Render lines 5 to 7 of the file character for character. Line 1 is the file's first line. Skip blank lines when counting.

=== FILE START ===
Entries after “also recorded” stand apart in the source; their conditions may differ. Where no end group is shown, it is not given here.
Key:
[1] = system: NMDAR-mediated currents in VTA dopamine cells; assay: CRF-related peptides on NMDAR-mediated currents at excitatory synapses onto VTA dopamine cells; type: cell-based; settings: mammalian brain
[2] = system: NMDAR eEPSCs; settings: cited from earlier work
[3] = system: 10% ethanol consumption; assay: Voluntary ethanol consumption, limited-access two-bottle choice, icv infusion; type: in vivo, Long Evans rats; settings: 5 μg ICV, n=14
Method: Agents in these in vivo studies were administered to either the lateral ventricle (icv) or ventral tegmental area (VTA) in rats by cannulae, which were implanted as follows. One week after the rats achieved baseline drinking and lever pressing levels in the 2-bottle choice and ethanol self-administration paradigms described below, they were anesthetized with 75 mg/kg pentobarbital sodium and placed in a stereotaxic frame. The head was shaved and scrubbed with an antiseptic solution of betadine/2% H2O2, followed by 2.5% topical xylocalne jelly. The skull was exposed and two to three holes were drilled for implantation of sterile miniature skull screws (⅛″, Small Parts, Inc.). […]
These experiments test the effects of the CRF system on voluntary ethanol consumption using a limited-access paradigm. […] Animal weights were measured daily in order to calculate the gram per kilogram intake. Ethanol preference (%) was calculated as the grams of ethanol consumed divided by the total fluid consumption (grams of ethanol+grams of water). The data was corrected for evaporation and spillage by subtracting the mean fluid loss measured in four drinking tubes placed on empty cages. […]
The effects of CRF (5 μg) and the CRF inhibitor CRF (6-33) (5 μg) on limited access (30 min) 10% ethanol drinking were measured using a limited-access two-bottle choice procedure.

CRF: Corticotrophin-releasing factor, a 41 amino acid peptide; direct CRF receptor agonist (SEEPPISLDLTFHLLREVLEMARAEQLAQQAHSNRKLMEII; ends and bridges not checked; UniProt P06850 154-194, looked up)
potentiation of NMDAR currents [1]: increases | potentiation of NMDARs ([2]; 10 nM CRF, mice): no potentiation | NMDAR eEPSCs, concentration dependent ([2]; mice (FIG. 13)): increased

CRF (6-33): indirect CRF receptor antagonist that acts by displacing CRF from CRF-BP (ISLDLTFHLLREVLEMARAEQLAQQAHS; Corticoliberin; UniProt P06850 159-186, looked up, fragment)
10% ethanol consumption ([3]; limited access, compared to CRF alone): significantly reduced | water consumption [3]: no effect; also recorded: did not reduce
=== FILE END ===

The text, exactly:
[3] = system: 10% ethanol consumption; assay: Voluntary ethanol consumption, limited-access two-bottle choice, icv infusion; type: in vivo, Long Evans rats; settings: 5 μg ICV, n=14
Method: Agents in these in vivo studies were administered to either the lateral ventricle (icv) or ventral tegmental area (VTA) in rats by cannulae, which were implanted as follows. One week after the rats achieved baseline drinking and lever pressing levels in the 2-bottle choice and ethanol self-administration paradigms described below, they were anesthetized with 75 mg/kg pentobarbital sodium and placed in a stereotaxic frame. The head was shaved and scrubbed with an antiseptic solution of betadine/2% H2O2, followed by 2.5% topical xylocalne jelly. The skull was exposed and two to three holes were drilled for implantation of sterile miniature skull screws (⅛″, Small Parts, Inc.). […]
These experiments test the effects of the CRF system on voluntary ethanol consumption using a limited-access paradigm. […] Animal weights were measured daily in order to calculate the gram per kilogram intake. Ethanol preference (%) was calculated as the grams of ethanol consumed divided by the total fluid consumption (grams of ethanol+grams of water). The data was corrected for evaporation and spillage by subtracting the mean fluid loss measured in four drinking tubes placed on empty cages. […]